Market Meltdown: Don’t watch tariffs. Watch this!
KINGSTON, NY 2 March 2018—The business media is spreading economic propaganda. In unison, they blamed the Dow’s 420-point drop yesterday, and the subsequent plunging markets overseas, on President Trump's announcement that he will impose aluminum and steel tariffs.
Is the business media suffering attention deficit disorder? Or, are they so trapped in their studios, newsrooms and inner-circle cliques that they would all blame tariff-talk for bringing the markets down, forgetting that in early February, equity markets went into a tailspin over fears that the US Central Bank would raise interest rates to contain inflation?
Are two days ago too far back to look?
This past Tuesday, as new Federal Reserve Chairman, Jerome Powell was testifying before Congress, the Dow closed down 299 points over fears that the Fed would aggressively raise interest rates to keep the economy from overheating.
The cheap money flow that juiced equity markets since 2009 is grinding to a halt. And it's doing so at a time when the markets are sharply overvalued and overleveraged.
The price-to-earnings-multiple at 26 times earnings for the S&P 500, compared to a long-term average of about 14 times earnings, demonstrates how the S&P and markets overall have been performing at levels well beyond norms.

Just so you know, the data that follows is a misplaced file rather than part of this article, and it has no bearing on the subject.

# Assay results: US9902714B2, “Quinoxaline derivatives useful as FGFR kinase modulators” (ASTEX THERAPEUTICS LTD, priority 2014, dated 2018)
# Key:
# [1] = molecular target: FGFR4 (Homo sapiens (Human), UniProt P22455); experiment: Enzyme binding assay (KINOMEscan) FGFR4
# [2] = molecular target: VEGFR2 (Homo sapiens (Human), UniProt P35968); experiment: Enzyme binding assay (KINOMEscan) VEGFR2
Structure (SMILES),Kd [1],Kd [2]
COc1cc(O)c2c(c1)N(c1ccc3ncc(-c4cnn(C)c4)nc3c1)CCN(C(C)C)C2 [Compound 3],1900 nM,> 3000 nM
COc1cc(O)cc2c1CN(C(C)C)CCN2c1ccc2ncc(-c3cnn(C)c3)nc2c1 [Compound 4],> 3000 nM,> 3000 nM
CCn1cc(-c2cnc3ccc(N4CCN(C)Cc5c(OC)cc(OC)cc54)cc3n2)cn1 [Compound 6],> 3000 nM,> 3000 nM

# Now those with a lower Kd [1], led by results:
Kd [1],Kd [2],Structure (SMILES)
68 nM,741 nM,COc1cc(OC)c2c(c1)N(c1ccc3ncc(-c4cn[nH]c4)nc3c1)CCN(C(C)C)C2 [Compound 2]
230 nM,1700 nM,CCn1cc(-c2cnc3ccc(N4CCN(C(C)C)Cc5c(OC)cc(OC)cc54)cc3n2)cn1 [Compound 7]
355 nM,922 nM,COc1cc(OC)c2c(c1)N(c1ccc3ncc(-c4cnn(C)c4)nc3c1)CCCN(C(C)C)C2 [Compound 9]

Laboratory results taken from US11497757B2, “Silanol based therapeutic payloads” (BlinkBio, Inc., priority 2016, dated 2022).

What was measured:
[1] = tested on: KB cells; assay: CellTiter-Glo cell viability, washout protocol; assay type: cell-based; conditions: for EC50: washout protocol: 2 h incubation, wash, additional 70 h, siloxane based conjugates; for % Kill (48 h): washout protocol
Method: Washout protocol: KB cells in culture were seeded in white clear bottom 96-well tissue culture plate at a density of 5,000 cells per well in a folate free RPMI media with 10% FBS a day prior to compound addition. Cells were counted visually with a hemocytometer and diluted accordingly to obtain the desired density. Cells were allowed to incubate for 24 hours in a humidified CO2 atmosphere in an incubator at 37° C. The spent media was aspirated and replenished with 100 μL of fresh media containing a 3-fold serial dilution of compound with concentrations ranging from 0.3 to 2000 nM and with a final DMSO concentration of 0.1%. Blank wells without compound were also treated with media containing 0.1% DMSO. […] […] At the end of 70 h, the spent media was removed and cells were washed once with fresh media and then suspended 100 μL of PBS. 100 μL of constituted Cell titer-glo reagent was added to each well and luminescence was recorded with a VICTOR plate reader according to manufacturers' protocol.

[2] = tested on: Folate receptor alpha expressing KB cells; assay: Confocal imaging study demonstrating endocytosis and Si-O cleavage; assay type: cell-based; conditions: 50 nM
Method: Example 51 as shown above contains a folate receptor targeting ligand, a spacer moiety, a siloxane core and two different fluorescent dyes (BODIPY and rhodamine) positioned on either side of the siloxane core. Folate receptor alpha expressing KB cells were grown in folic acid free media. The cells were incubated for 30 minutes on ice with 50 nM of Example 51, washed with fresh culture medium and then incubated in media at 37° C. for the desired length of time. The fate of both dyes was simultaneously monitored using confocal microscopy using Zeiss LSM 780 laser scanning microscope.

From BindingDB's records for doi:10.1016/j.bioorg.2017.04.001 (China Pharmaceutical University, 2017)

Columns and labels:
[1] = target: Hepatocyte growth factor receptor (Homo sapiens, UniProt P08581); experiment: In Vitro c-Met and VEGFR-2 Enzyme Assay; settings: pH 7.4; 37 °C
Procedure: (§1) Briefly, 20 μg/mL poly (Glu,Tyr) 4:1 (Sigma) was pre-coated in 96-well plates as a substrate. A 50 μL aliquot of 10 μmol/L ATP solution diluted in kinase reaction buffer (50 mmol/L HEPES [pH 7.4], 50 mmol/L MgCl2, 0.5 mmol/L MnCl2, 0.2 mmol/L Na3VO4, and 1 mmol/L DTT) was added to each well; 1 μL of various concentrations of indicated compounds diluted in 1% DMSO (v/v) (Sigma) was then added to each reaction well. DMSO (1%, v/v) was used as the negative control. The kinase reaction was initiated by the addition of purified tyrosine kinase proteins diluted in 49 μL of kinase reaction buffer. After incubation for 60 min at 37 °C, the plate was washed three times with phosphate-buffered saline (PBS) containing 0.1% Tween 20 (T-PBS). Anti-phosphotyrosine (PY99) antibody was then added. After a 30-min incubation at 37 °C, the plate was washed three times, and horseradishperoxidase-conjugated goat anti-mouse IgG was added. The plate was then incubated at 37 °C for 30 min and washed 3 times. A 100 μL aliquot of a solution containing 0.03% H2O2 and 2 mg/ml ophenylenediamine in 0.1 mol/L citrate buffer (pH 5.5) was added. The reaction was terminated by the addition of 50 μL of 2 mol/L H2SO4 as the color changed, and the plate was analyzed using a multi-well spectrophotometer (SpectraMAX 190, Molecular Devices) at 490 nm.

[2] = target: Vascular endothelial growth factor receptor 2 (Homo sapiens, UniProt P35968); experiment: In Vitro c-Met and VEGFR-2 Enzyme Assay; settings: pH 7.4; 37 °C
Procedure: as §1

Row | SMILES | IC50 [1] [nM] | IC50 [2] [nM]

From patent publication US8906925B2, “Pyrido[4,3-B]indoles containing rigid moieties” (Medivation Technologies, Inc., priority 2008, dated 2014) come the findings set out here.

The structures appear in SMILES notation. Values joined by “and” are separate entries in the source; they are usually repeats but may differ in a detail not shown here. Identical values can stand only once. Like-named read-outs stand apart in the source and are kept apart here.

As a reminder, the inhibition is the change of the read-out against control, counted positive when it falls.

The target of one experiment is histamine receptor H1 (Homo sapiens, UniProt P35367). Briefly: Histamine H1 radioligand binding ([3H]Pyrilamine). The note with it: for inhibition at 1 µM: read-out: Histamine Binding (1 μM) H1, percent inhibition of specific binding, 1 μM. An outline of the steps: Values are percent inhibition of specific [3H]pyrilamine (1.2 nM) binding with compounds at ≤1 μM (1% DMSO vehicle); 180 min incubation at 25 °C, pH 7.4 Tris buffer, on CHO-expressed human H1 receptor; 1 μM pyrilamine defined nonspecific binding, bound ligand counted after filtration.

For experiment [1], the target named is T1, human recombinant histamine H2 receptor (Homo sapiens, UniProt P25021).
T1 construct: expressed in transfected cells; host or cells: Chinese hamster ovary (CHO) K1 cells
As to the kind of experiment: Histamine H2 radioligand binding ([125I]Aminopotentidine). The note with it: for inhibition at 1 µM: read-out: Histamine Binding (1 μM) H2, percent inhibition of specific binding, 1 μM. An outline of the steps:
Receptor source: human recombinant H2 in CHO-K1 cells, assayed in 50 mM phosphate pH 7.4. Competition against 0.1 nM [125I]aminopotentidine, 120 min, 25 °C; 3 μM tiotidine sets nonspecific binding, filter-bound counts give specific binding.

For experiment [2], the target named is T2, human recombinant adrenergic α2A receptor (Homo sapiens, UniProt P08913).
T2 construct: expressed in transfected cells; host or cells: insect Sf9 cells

In addition to these historic high price-to-earnings-multiples, Exchange-Traded-Funds and money flowing out of managed funds and into index funds are also over leveraged.
A primary factor that will temporarily forestall a market meltdown is President Trump’s generous tax cuts to corporations that will keep them gambling in the markets, which in effect will push earnings-per-share higher.
Trump’s tax plan, which also allows corporations to repatriate cash stored in overseas banks, will further empower companies to buy-back their own stocks. Share buybacks have already exceeded $200 billion in the past three months, doubling the prior year.
TREND FORECAST: Watch gold, the safe-haven commodity in times of economic and geopolitical instability. When equity markets went down in February, gold prices fell with them. Now gold prices are rising as the markets decline. When gold prices solidify above $1,450, we forecast it will signal serious stock market panic, thus driving gold prices up several hundred dollars.